Category Archives: ruff

sometimes I miss the horse days & someplace, by pd lyons


occasional it happens

 stray song over the kitchen radio

 old photo tucked into a book that for no reason i just picked up to thumb through

i hardly let it pause me

i usually just keep going

occasional it happens

 my old bones do an old ache

  glimpse that crooked clavicle in the bathroom mirror

 hardly let it pause me

 usually just keep going

occasional it happens

strong scent of well oiled leather maybe someones coat

packed tight on the morning train

mists trough the damp windows

shadows moving up the hills

hardly let it pause me

 usually just keep going

occasional it happens

but you know sometimes when it does

i just don’t feel like moving

stay right there  face the tears

yeah sometimes i miss the horse days

sometimes i just fucking do

Someplace

Down on the avenue
Work ’til the day is through
I just want to get away
But you know I never do.
And when the sun goes down
I’ll be sitting all alone
Watch them old cowboy shows
On some second hand video.

Wishing I was someplace
Where grass just grows n rain is clean
Where horses run and black birds sing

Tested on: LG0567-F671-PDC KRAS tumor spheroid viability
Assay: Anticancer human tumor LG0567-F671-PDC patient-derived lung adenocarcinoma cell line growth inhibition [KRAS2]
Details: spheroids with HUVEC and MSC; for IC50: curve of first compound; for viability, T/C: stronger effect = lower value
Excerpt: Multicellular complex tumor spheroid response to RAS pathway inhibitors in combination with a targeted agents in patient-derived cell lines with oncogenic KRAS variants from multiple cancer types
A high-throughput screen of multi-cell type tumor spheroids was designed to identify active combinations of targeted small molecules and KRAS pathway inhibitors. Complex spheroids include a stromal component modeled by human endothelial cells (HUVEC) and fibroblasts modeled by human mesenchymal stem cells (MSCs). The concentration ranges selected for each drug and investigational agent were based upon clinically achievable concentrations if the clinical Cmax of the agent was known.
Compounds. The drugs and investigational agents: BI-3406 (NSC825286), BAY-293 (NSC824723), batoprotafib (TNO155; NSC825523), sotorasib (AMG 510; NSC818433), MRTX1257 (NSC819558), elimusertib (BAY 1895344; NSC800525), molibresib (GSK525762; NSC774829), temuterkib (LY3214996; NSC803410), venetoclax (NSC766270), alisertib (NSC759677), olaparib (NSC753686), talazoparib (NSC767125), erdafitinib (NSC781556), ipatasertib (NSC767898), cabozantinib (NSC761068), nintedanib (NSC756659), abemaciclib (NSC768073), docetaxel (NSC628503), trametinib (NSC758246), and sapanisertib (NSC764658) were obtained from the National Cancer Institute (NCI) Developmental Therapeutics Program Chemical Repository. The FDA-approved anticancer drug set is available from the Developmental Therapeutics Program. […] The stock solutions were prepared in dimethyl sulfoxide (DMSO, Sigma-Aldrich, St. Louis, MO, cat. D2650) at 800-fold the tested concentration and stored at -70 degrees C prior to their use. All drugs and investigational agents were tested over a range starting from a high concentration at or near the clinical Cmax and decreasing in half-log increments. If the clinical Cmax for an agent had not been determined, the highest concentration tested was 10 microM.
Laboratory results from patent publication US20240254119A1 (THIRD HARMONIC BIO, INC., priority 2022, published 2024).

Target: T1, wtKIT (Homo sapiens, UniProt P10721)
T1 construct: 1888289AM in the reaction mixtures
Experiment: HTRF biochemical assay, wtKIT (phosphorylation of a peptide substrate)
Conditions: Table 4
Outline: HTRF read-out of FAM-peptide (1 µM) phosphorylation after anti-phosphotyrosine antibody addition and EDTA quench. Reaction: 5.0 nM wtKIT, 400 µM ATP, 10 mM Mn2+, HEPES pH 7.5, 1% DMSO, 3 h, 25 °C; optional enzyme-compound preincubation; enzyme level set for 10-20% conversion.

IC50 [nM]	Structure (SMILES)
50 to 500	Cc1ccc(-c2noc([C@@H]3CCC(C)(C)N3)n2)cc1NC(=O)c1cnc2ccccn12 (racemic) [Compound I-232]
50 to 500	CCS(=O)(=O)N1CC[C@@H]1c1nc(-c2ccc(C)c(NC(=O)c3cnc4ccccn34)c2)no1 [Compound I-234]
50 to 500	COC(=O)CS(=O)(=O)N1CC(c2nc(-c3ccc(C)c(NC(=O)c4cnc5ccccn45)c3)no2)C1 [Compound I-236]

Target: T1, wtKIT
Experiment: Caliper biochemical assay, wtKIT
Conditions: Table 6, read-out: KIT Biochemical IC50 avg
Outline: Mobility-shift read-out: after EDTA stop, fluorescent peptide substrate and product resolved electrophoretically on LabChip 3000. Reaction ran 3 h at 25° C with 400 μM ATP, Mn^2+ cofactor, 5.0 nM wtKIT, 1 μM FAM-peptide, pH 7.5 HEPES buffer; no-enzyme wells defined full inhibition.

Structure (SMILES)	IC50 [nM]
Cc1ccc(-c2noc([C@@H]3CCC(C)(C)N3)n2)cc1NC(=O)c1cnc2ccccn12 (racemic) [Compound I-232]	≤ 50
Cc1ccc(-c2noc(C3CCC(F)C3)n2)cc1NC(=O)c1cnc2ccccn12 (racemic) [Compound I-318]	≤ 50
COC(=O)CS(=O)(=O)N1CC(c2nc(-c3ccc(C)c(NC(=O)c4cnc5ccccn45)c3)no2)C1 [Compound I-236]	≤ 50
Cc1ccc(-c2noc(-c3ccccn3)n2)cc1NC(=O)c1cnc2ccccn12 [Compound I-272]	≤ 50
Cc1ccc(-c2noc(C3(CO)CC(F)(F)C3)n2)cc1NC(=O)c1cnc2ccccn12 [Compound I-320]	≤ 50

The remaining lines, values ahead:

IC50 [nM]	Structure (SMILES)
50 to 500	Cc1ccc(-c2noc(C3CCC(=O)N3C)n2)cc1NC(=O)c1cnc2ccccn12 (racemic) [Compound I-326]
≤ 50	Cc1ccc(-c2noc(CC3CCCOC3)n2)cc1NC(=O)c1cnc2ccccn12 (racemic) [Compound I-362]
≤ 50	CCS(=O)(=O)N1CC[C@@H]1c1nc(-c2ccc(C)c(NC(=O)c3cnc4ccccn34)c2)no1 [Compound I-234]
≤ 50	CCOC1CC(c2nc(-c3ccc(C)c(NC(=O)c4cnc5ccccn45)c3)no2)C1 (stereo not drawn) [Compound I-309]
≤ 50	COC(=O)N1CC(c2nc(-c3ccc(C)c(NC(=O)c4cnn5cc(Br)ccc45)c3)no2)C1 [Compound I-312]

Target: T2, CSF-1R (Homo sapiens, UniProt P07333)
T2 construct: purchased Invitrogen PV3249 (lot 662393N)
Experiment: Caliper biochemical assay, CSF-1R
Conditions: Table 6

Someplace where the sky is big n the only cry
From an eagle on the wing.

But I’m city bound by plastic chains
Robbed to death by men with ball point pens.
My hopes gone up in Marlboro smoke
N ghosts of what used to be my dreams
Haunt me with wondering if I’ll live long enough to ever be

Someplace where grass just grows n rain is clean
Where horses run n black birds sing
Someplace where the sky is big and the only cry
From an eagle on the wing.

Someplace where I can ride for days
N never see another human being

pdlyonsphoto

pdlyonsphoto

pdlyonsphoto

north to rome – by pd lyons from Morning Movies


we took the train north to Rome
started with sweat and bullets
wishing for a better meal next stop
village by village dust bells along
following the steady steel rhythm

hours drift lulling with common motion
 landscapes we have come to know
keep pace as we imagined
being closer than we ever were